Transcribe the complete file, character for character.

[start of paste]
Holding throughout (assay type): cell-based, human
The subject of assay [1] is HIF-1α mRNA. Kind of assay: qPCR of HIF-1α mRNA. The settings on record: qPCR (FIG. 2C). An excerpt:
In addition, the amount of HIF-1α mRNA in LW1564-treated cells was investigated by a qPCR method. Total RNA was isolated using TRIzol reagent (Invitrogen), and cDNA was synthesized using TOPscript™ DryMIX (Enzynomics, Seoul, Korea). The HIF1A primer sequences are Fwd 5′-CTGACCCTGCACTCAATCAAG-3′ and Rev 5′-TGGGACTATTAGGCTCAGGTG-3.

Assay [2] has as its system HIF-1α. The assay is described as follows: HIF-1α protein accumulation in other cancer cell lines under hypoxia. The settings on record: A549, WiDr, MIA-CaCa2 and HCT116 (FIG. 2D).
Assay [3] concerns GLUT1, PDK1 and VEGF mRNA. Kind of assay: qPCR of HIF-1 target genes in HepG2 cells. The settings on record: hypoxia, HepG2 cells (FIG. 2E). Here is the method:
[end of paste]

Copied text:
Holding throughout (assay type): cell-based, human
The subject of assay [1] is HIF-1α mRNA. Kind of assay: qPCR of HIF-1α mRNA. The settings on record: qPCR (FIG. 2C). An excerpt:
In addition, the amount of HIF-1α mRNA in LW1564-treated cells was investigated by a qPCR method. Total RNA was isolated using TRIzol reagent (Invitrogen), and cDNA was synthesized using TOPscript™ DryMIX (Enzynomics, Seoul, Korea). The HIF1A primer sequences are Fwd 5′-CTGACCCTGCACTCAATCAAG-3′ and Rev 5′-TGGGACTATTAGGCTCAGGTG-3.

Assay [2] has as its system HIF-1α. The assay is described as follows: HIF-1α protein accumulation in other cancer cell lines under hypoxia. The settings on record: A549, WiDr, MIA-CaCa2 and HCT116 (FIG. 2D).
Assay [3] concerns GLUT1, PDK1 and VEGF mRNA. Kind of assay: qPCR of HIF-1 target genes in HepG2 cells. The settings on record: hypoxia, HepG2 cells (FIG. 2E). Here is the method: